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Migrant cleaners occupy Ministry of Justice

Cleaners' low pay ignored by 'power and influence' of Government department

10 August, 2018 — By Tom Foot

More protests planned after occupation (Photo: Gordon Roland Pedan)

MIGRANT cleaners occupied the Ministry of Justice building during “unprecedented” strike action.

The United Voices of the World union, which represents migrant workers, said the strike was the first of any group of workers at the MoJ.

Eighteen cleaners, who are employed by OCS which has a contract with the MoJ, walked out on Tuesday for three days. They are calling for a London Living Wage.

“For too long, those with power and influence in the country have ignored the lives and working conditions of those that tidy their desks, sweep their floors and clean their toilets,” said Blair Buchanan, a UVW organiser.

“The strike and occupation today show that major public institutions can no longer hide behind outsourcing companies as an excuse for paying their staff poverty wages.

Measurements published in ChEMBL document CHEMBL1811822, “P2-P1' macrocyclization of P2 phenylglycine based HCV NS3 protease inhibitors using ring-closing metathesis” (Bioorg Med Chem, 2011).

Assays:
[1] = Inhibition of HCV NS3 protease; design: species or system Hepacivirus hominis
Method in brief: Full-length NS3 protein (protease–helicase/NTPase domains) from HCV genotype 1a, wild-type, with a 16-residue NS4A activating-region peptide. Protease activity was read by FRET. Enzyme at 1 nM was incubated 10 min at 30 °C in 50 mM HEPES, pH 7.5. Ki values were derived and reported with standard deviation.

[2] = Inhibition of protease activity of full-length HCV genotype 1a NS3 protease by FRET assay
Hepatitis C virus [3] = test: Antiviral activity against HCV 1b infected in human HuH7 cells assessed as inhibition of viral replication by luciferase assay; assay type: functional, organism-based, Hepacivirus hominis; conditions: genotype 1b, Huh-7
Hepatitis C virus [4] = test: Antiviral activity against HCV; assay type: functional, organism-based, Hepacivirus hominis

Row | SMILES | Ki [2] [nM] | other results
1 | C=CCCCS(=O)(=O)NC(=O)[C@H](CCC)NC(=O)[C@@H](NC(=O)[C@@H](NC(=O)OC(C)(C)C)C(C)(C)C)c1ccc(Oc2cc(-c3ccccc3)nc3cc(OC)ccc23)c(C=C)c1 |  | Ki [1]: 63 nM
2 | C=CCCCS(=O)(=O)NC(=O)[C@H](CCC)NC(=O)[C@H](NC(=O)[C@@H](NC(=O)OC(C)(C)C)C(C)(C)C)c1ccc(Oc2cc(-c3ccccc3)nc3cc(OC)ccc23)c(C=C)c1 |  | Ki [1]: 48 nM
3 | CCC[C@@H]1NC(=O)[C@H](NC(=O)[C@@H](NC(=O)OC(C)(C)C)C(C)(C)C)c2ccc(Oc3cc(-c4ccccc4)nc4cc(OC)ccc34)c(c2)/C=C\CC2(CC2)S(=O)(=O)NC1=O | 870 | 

“Workers are getting organised, making demands and linking up across the country to show cabinet ministers like David Gauke what justice really looks like.”

Cleaners and supporters sit down in protest

Dozens of protesters streamed through the ministry’s entrance doors in the Petty France street blowing horns, blasting music and waving banners demanding fair pay, dignified employment, and parity in benefits with in-house staff.

Some of the striking cleaners also work for Kensington and Chelsea council with contracts with Amey.

Fatima Djalo, 54, said that strike action was a last resort after repeated attempts by the cleaners to raise their concerns with managers fell on deaf ears.

“Our wages only increased by £1 since 2009,” she said. “I hope the strike will help us to win a pay rise and dignified working conditions. Everybody deserves a dignified life.”

Aside from their pay and terms and conditions, the cleaners are also set to strike over the failure of the MoJ to provide them with separate changing rooms for male and female cleaners. This has left many of them feeling uncomfortable and often vulnerable.

The union said the workers were “callously overworked” because of cut backs and with just 24 workers cleaning the entire 14-floor building in Victoria.

Upping the pay of cleaners to a “Living Wage” (LW) would cost £48,000 per year, accord- ing to the union.

The MoJ said it was not its responsibility what its contractors paid the cleaners.

It said: “We strictly enforce LW with our con- tracts. But specific pay and terms are for employers to agree with employees.”

The classic outsourcing argument has been described as “convenient” for the MoJ by the union, which has announced a further day of strikes today (Friday) at the ministry.

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